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Nightingale Hospital To Be Dismantled

The Nightingale Hospital at Millbrook, which was built last year to look after people if the hospital became overwhelmed with Covid-19 patients, is going to be dismantled.

The £14.4million temporary facility has not been used since it opened in May 2020.

The government says STAC came to the unanimous conclusion that it does not need to be there anymore.

Their advice was presented to Ministers - who decided that it's not needed anymore because of the expected effect of the vaccine programme, the additional oxygen supply at the General Hospital, and the extra options in terms of managing and supporting those who are seriously ill.

"The Nightingale Wing offered us additional bed capacity and the knowledge that if we were to face severe numbers of COVID-19 in the Island, then we had the infrastructure in place to effectively look after our patients. 

"Having now been through two waves of the pandemic, we have a much better understanding of how this virus works and the increased resilience, management. The support offered within the Jersey General Hospital and throughout the community has meant we no longer require the Nightingale Wing. Let us not be complacent though, we must continue to implement all necessary measures to reduce the risk of spread to Islanders and protect the wellbeing of our community." - Deputy Richard Renouf, Health Minister.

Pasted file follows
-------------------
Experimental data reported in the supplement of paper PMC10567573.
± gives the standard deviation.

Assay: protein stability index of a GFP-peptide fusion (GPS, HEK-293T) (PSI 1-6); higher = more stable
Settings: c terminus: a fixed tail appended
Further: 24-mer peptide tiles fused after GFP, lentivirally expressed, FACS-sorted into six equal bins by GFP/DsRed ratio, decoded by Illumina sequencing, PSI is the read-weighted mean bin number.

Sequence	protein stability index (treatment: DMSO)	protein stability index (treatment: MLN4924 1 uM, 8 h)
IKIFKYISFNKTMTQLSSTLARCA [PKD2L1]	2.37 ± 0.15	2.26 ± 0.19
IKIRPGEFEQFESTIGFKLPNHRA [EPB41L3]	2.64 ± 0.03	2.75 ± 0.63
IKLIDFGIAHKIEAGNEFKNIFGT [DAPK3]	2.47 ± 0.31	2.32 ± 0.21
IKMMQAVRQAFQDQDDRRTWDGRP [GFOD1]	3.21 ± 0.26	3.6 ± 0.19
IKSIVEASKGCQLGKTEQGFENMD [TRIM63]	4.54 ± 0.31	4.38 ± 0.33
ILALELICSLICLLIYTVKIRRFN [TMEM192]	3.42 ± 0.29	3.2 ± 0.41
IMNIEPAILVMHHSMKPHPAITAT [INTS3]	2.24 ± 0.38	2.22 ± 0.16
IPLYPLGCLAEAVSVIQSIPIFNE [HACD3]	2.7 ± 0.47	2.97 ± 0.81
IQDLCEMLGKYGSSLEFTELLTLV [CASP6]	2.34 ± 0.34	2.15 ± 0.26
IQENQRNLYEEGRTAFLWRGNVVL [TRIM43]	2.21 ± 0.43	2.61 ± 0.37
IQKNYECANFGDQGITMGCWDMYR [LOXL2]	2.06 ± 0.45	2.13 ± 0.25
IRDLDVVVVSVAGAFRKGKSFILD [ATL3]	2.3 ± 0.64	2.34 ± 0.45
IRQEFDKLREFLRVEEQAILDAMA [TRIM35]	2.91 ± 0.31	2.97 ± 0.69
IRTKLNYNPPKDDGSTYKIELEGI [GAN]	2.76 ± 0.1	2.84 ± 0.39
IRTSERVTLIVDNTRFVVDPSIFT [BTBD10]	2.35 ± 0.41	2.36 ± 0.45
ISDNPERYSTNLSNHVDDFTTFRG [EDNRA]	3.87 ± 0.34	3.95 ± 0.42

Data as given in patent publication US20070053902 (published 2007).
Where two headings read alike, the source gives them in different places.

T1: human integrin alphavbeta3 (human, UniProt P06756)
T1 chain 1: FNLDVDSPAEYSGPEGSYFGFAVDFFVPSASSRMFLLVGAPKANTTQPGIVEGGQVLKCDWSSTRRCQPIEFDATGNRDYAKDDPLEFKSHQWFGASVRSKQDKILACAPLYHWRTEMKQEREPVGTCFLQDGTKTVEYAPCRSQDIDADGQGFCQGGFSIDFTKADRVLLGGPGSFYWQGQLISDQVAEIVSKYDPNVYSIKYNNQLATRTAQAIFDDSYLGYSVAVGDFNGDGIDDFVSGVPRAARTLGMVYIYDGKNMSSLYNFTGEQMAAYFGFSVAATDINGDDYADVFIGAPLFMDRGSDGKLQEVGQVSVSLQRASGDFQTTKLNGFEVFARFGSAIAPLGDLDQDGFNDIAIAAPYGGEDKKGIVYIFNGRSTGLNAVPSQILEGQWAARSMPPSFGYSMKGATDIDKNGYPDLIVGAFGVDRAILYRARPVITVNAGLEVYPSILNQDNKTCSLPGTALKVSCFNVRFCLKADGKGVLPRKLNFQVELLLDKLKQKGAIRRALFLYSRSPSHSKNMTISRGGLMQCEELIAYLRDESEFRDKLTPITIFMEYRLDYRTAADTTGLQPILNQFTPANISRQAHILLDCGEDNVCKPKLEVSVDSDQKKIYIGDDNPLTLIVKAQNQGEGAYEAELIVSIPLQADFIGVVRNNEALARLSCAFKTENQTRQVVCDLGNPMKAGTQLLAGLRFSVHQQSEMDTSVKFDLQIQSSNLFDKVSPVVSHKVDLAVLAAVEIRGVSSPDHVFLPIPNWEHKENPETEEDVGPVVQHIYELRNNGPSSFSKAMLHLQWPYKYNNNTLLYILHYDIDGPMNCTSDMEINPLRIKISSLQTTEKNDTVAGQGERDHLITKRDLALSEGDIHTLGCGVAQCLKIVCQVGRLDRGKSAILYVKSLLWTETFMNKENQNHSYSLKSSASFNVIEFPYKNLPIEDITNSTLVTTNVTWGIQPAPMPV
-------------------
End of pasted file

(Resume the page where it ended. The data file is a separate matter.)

Some beds, furniture, and other clinical equipment will be put into storage at a local warehouse, and when the building is empty, the land will return to the way it was before construction.

The aim is to reuse or recycle as much of the contents of the Nightingale as possible.

The current lease is due to run out at the end of this month. The Director-General of the Health Department said at the end of last month that they were planning to extend the lease until the end of June.

"The first job will be to carefully clear the contents of the Nightingale, and we want to make sure as much of it as possible is reused, recycled, sold or passed on to charities.

"Furniture such as the beds will be stored while we assess what future needs there might be. Once the site is stripped, the owners of the structure will come back to dismantle and remove the building, before we work to return the land to its previous state. 

"We want to thank Islanders, particularly those living in the area, for their patience and understanding. We also thank the owners for allowing us to use their land over the past year." - Deputy Kevin Lewis, Infrastructure Minister.

Letters will be sent to people living near the Nightingale Wing to update them.

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